We had a fire at our house in July 2010. The side of the house, just beneath the roof, was hit by lightning at 7 pm on a Friday night...and it wasn't even raining in our neighborhood! (The rainstorm was north of us.) The current traveled through the metal mesh in our chimney plaster, hit a nail, and sent sparks into my daughters' bedroom closet, starting a fire there. We were incredibly lucky that (a) we were home; and (b) none of us were in that room. Firetrucks arrived in about 5 minutes, and the flames never broke into the attic/roof, which made the whole thing a "minor" house fire in the grand scheme of things. And yet--my girls' bedroom was totally ruined. We were able to salvage a few belongings, but most things were gone. The whole second floor was smoke damaged. The living room, below the girls' room, was water damaged and the plaster ceiling was destroyed. All of our linens/curtains/salvaged clothes had to be sent away to be cleaned. We had to move out for 7 weeks while the house was cleaned & repaired; we ended up living in one hotel room, all four of us, for 7 weeks. That is a long time to live together in a single room, with no kitchen, no matter how much my kids loved the cable TV. ;)
The whole situation was--surreal. I can remember standing outside the house with my girls (ages 6 and 9), watching smoke pour of their room, waiting for the fire trucks, and I just said over and over to them: "We are all okay. That is what matters. We are all okay." And that is so true. BUT--oh my god--the next few weeks & months were hard. So much hassle, paperwork, grief. The sudden realization of specific things that were gone, just when you thought you had worked through that. Trying to continue with work and playdates and "normal life" when we were so tired, so very frazzled. Trying to comfort the girls, giving them whatever we had left and leaving nothing for ourselves.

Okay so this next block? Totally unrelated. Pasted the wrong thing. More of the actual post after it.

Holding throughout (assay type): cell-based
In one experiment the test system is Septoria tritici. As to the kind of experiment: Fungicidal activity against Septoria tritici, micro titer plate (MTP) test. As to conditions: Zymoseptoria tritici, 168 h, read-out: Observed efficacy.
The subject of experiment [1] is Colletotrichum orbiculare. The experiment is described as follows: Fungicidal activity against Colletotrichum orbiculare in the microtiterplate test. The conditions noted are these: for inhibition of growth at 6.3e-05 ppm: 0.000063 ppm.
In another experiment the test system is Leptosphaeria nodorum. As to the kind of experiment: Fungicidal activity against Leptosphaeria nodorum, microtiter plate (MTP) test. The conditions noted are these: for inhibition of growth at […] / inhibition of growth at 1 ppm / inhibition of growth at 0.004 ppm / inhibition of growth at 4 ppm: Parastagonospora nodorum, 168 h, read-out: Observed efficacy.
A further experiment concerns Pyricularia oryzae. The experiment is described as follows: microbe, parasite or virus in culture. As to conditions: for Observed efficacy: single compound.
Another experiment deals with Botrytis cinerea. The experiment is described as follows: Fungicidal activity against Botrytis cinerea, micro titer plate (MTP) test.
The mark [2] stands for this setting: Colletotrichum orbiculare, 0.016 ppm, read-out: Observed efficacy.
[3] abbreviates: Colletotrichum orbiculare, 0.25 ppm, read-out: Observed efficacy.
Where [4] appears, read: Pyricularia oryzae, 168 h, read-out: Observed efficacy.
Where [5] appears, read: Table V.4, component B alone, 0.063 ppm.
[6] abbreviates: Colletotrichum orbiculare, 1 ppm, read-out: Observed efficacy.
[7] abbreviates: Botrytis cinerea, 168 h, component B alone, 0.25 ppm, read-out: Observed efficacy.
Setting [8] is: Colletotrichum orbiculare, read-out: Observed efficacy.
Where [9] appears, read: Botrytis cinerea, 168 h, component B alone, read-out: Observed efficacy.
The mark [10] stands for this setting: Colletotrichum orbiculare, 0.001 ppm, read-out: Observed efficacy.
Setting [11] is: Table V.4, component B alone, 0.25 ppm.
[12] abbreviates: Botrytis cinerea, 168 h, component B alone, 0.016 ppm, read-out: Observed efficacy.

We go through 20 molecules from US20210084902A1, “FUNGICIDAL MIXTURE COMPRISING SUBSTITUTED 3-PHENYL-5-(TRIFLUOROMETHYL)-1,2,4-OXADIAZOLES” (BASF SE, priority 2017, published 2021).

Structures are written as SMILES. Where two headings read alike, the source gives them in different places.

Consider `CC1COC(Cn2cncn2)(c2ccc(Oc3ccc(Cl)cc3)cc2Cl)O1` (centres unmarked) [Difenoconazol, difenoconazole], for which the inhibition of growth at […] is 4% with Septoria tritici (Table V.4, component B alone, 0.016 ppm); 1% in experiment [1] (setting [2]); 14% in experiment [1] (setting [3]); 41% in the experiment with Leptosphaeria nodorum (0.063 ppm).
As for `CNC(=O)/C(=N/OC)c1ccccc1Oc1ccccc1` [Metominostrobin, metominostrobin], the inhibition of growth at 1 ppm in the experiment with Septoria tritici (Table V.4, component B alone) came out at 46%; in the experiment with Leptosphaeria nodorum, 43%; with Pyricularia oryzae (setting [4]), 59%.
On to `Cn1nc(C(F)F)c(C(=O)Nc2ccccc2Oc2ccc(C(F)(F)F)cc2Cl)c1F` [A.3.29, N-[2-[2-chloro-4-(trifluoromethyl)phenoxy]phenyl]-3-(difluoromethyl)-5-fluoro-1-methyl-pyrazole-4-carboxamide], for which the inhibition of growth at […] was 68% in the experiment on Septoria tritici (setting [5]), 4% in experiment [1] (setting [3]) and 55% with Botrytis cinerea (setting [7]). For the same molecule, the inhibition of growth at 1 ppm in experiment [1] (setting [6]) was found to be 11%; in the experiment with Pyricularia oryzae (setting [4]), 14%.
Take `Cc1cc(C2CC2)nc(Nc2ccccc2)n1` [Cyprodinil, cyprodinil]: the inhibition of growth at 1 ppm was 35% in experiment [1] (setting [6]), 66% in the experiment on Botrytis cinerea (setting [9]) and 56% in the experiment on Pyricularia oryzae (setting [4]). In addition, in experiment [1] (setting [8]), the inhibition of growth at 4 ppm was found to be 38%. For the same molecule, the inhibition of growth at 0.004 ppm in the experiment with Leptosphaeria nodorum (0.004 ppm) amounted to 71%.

I held it together pretty well until we moved back into the house. Then I started having major anxiety attacks, and my oldest daughter struggled with anxiety as well. I could not stand to be in the house, it just did not feel like home. We saw a therapist and that really helped; she did some EMDR (trauma) therapy with me and I was able to process the incident a bit. But still--it wasn't until Christmas that I started to feel at home again. And then, the next summer, one of our neighbors bought a new firepit, and on beautiful summer evenings our house would suddenly fill with smoke and I would run through our whole house, making sure everything was okay, sometimes twice or three times! So crazy.
We salvaged the 2 solid wood bureaus from the girls' bedroom, both of which were family pieces. They were fully cleaned and refinished etc etc, but on humid summer days they still smell smoky. And I walk into the girls' bedroom and it all comes back. Sometimes I want to throw those bureaus out the window. But they are a reminder to me to live in the moment, to be grateful, to breathe and move forward.